During a recent visit back home, I was surprised to see that the Sears, Roebuck, and Company at the Columbia Mall had closed. I shouldn’t have been, but I was. Sears once occupied the place in the American consumer psyche that Amazon now holds. For nearly a century, it was the go-to place for meeting shoppers’ wants and needs ranging from clothes to home furnishings and appliances to car parts.
I, like so many Americans, descend from a long line of Sears shoppers: My great grandparents purchased from the mail-order catalog; my grandmother and mother patronized Baltimore’s first Sears store located on Harford Road and North Avenue (now the Eastside District Court); and, after it closed in 1981, they shopped, often with my sister and me in tow, at Sears anchoring Eastpoint and White Marsh Malls.
As its iconic slogan states, Sears was “Where America shops.” It made African American customers, like my family, a priority long before many of its competitors — an action that led many contemporaries and scholars to celebrate Sears as a civil rights pioneer. But Sears’ treatment of African Americans was complicated. More than that, it was contradictory: On the one hand, Sears valued black workers and consumers; on the other hand, however, it often treated them as second-class citizens and was a target of civil rights protests as a result.
Sears’ mail-order catalog enabled African American customers to circumvent the humiliations and abuses of shopping in Jim Crow stores. From 1951 to 1953, Sears sold the first mass-produced, realistic black doll, named Sara Lee. It was created with the help of anthropologist and writer Zora Neale Hurston and First Lady Eleanor Roosevelt. (Another 15 years passed before other mass-produced black dolls were sold.) Since the 1970s and 1980s, Sears had been target-marketing African Americans when other retailers believed doing so was a risk.
In other ways, however, Sears was like its peers. Dependent on mass consumption, it operated under the principle of free entry and browsing. It also conformed to and endorsed notions of racial order. This meant that Sears welcomed blacks — but then constrained their movement and participation within the store. Accordingly, African Americans were hired as janitors, porters and maids but barred from white-collar positions in sales, clerical and management. Black customers were welcome to spend their money on material goods in many stores, and of course its mail-order catalog, but were frequently ignored and underserved. They were refused service at lunch counters, prohibited from trying on and returning clothes, and denied credit.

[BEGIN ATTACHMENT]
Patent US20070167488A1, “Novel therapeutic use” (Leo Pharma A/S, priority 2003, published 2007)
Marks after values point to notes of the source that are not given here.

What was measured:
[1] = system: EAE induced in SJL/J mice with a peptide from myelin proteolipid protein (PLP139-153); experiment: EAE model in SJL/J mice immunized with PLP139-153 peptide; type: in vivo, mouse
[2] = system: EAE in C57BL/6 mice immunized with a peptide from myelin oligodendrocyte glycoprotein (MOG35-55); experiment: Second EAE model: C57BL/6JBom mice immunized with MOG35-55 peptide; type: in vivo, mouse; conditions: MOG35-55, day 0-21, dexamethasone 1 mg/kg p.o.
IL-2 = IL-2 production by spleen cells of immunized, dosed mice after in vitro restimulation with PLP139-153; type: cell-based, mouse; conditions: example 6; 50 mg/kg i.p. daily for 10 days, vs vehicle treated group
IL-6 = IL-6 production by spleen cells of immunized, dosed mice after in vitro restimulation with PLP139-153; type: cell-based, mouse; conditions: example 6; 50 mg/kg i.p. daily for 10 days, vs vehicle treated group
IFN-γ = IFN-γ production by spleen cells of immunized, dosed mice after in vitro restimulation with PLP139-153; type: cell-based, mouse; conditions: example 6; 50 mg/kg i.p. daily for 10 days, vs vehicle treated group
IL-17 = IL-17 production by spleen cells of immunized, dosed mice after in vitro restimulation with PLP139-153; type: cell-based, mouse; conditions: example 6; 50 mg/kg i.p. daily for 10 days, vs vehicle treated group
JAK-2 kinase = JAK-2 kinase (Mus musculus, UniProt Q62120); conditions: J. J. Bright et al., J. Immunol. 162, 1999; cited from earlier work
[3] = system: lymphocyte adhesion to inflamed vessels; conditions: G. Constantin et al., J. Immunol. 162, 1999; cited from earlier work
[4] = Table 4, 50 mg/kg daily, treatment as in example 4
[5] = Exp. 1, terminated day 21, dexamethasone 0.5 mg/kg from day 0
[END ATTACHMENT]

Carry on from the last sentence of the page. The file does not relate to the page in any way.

Due to their contradictory treatment of African Americans, Sears was often a target of the civil rights movement. In 1919, the National Urban League pressured the retailer to hire hundreds of African American women as office workers. In the 1930s and 1940s, African Americans boycotted against Sears and exposed the retailer’s racist hiring and customer service practices. In the 1950s and 1960s, the retailer fervently refused to integrate sales, clerical and managerial jobs. Only after unrelenting pressure from civil rights organizations did Sears capitulate; still their employment of African Americans in these positions was of a token nature. And in the late 1960s, welfare-rights activists protested the retailer’s discriminatory credit policies.
In the 1980s, the Equal Employment Opportunity Commission filed five lawsuits against Sears. Four were based on race and national origin discrimination and one based on sex. These suits challenged, prominently and unsuccessfully, racial and gender inequalities that had been historically and deeply entrenched at Sears. The race cases were settled out of court. The sex case charged Sears with refusing to hire women in commissioned sales jobs. It went to trial in September 1984 in the U.S. District Court in Chicago and was decided in favor of the retailer in 1986.
It would be easy to solely extol Sears’s accomplishments or exclusively condemn its missteps with regards to African Americans, but we should not. Instead we should respect the retailer’s ups and downs, its growth and backslides, and everything in between. We should see Sears as an embodiment of the possibilities, limitations, and contradictions of capitalism for African Americans. And perhaps, we should take this moment as an opportunity to reimagine and reshape the retail industry — a terrain that may feature a once-again thriving, albeit a more specialized Sears — in ways that value and protects its workers and consumers of color.